Server Outages at Percona

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On Saturday July 16, Percona suffered a catastrophic failure of three disks on our primary web server. This was compounded by unexpected problems in recovery from our backups arising from staff changes. The net result is that several Percona web properties were offline from several hours to several days and that our cleanup continues. Interruptions in our provision of software downloads, documentation, and credit card transactions directly affected Percona customers and users of our software. However no customer data was compromised and customer access to our engineers via our customer service portal and online chat was uninterrupted. The web server that failed is completely separate from those that contain customer data.

The recovery lessons learned for us have been considerable and will be incorporated into our internal processes. Availability and performance of all of our websites is a top priority. On behalf of all of us at Percona, I apologize for the inconvenience this has caused for our users.

Sincerely,

– Tom Basil, COO

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Comments

  1. James Cohen says

    Sounds like you were unlucky with the disk failures. Can you give any more details as to what caused them to fail? Three at the same time seems very unlucky and unusual.

  2. Edmar says

    Multiple disk failures are extremely important to me as a database/data manager.

    Is it possible to inform whether the 3 disks failed simultaneously, or if they possibly failed one at a time during a period of days/months, and RAID degradation was not detected due to absent/faulty monitoring?

    Thanks in advance.

  3. Patrick Casey says

    If its a raid 10 and nobody was watching the disk alarms, its possible they lost the disks over the period of months.

    Lose disk 0 left …. 0 right is still ok, raid up
    Lose disk 1 right … 1 left is still ok, raid up
    Lose disk 0 right … 0 left is already down. raid down

    I’ve lost servers that way before (embarrassing, but true)

  4. William says

    Downtime always sucks, regardless of when or how many customers affected. But, it is very fascinating to study the causes of outages. If there are applicable lessons, it would be interesting to hear about. However, I competently understand if you don’t want to publicly divulge your infrastructure details on a public forum.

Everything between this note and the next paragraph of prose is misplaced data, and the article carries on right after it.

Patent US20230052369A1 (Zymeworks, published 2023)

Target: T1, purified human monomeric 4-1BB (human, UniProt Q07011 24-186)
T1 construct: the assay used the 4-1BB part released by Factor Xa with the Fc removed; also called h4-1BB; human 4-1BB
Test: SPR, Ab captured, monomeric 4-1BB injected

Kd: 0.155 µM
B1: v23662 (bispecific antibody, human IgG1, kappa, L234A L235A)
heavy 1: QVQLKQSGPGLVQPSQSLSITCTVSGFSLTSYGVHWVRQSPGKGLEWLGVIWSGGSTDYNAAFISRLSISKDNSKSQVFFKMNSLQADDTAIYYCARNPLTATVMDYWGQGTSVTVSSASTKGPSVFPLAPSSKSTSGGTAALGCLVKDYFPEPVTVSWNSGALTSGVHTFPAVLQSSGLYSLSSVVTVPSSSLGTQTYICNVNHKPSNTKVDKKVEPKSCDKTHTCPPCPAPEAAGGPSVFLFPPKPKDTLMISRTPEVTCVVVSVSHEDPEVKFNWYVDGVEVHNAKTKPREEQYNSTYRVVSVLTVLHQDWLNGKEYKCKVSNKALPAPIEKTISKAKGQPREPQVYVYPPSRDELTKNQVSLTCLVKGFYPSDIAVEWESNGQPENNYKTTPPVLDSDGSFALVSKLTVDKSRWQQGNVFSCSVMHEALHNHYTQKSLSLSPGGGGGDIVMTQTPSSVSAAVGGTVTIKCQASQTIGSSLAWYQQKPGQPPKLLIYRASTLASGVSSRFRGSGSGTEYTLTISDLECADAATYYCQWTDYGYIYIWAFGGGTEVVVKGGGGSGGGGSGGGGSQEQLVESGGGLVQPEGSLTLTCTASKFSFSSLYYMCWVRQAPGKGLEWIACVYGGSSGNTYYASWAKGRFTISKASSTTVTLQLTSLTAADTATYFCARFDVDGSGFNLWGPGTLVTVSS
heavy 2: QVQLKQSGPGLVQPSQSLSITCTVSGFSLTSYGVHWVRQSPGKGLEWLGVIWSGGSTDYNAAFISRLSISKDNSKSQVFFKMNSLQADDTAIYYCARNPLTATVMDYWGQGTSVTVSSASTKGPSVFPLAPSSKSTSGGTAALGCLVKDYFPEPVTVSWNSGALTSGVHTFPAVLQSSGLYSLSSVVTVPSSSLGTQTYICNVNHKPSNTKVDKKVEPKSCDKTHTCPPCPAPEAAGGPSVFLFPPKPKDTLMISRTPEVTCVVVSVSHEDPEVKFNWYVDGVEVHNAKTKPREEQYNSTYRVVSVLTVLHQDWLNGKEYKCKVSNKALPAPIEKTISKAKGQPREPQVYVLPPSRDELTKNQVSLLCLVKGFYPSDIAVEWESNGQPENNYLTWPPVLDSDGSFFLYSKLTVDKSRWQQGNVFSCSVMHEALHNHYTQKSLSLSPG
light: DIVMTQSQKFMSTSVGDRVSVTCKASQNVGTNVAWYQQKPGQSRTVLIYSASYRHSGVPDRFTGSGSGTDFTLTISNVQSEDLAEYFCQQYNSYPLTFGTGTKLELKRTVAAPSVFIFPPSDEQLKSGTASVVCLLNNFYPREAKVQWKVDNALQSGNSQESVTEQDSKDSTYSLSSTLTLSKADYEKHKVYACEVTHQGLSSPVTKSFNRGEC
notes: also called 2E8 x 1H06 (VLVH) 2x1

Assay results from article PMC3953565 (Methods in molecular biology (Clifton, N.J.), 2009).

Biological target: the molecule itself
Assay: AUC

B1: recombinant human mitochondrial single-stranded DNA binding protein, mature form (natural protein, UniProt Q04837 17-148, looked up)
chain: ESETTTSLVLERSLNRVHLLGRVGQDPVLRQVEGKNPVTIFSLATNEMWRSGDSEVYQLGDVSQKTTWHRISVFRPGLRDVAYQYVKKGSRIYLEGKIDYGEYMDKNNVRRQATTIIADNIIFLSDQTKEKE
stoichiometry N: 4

5. says

    Ouch was wondering where the percona forums disappeared to! Hope you get everything sorted out. But yes applicable lessons learnt would be great to read about.

    My web host had a raid controller failure but they used R1Soft CDP/MySQL backup and just restored a recovery point (entire OS, data etc) to a totally new server and was up and running very quickly.

  6. says

    Anything mechanical can and will fail, but three disks at once? At carbonlogic.com, we haven’t ever seen that in the decade that we have been offering economical, Tier 3 hosing. If you like having direct 24 hour access to your assigned Network Engineer, and need extreme availability, we are the logical choice. Let us prepare a quote for you, to see if we can take some of the hassle out of your life!

  7. says

    The complexity and level of redundancy is a matter of criticality – in the big picture the MPB site probably doesn’t require anything beyond a reasonable backup setup and maybe some simplistic caching. 3 drives in a go is a damn curious matter though; still curious!

  8. Tom Basil says

    This is a belated response to reader comments asking for an explanation of how we lost three disks simultaneously on our primary web server in July, and why recovering from it was so difficult for us.

    This server had a six-disk RAID5 configured as its only logical drive. One of these disks failed, and we did not replace it in time to prevent what followed. On July 16 the RAID controller itself failed, which affected two more disks of the server’s RAID set. Our staff connected to the RAID BIOS utility and saw that the RAID disks were flapping between the “asserted” and “deasserted” states, which is Dell terminology for in/out of sync. Because the RAID controller was trying to continue using the disks, essential files became badly damaged. This happened because EXT3 was not set to remount-ro on error, so the file system became corrupted. Once our staff gained physical access to the server, the system was in a mountable state from a bootable rescue cd and the filesystem could be used, but with errors in many files.

    Recovering from this unhappy failure would have been less of a problem if our backups were in the condition we needed them to be. They were not. But this was more a human failure than a mechanical one, as crucial error notifications were missed due to staff turnover — a reminder that it’s hard to be overly attentive or too paranoid about the state of your backups.

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